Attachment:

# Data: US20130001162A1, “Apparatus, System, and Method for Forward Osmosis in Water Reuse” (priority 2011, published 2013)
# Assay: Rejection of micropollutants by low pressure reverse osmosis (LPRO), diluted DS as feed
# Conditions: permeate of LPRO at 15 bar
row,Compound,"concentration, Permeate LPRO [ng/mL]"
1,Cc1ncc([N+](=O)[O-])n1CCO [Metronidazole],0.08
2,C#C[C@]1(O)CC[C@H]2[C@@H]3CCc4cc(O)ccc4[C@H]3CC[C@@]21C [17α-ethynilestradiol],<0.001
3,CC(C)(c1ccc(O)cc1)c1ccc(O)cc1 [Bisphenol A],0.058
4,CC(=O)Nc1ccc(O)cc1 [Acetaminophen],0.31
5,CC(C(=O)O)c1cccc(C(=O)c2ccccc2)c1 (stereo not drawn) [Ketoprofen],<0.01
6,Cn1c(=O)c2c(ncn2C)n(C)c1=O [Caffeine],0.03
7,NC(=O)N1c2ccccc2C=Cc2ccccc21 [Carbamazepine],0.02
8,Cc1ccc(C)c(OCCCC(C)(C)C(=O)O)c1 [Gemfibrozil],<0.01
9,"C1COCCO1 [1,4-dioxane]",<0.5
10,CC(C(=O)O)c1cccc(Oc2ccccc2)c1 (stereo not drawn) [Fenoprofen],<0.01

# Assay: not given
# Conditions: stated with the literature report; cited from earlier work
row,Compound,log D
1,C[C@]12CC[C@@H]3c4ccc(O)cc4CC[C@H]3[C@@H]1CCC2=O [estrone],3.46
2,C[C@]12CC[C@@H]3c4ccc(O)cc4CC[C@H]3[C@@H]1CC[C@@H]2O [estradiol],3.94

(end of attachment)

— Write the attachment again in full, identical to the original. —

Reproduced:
# Data: US20130001162A1, “Apparatus, System, and Method for Forward Osmosis in Water Reuse” (priority 2011, published 2013)
# Assay: Rejection of micropollutants by low pressure reverse osmosis (LPRO), diluted DS as feed
# Conditions: permeate of LPRO at 15 bar
row,Compound,"concentration, Permeate LPRO [ng/mL]"
1,Cc1ncc([N+](=O)[O-])n1CCO [Metronidazole],0.08
2,C#C[C@]1(O)CC[C@H]2[C@@H]3CCc4cc(O)ccc4[C@H]3CC[C@@]21C [17α-ethynilestradiol],<0.001
3,CC(C)(c1ccc(O)cc1)c1ccc(O)cc1 [Bisphenol A],0.058
4,CC(=O)Nc1ccc(O)cc1 [Acetaminophen],0.31
5,CC(C(=O)O)c1cccc(C(=O)c2ccccc2)c1 (stereo not drawn) [Ketoprofen],<0.01
6,Cn1c(=O)c2c(ncn2C)n(C)c1=O [Caffeine],0.03
7,NC(=O)N1c2ccccc2C=Cc2ccccc21 [Carbamazepine],0.02
8,Cc1ccc(C)c(OCCCC(C)(C)C(=O)O)c1 [Gemfibrozil],<0.01
9,"C1COCCO1 [1,4-dioxane]",<0.5
10,CC(C(=O)O)c1cccc(Oc2ccccc2)c1 (stereo not drawn) [Fenoprofen],<0.01

# Assay: not given
# Conditions: stated with the literature report; cited from earlier work
row,Compound,log D
1,C[C@]12CC[C@@H]3c4ccc(O)cc4CC[C@H]3[C@@H]1CCC2=O [estrone],3.46
2,C[C@]12CC[C@@H]3c4ccc(O)cc4CC[C@H]3[C@@H]1CC[C@@H]2O [estradiol],3.94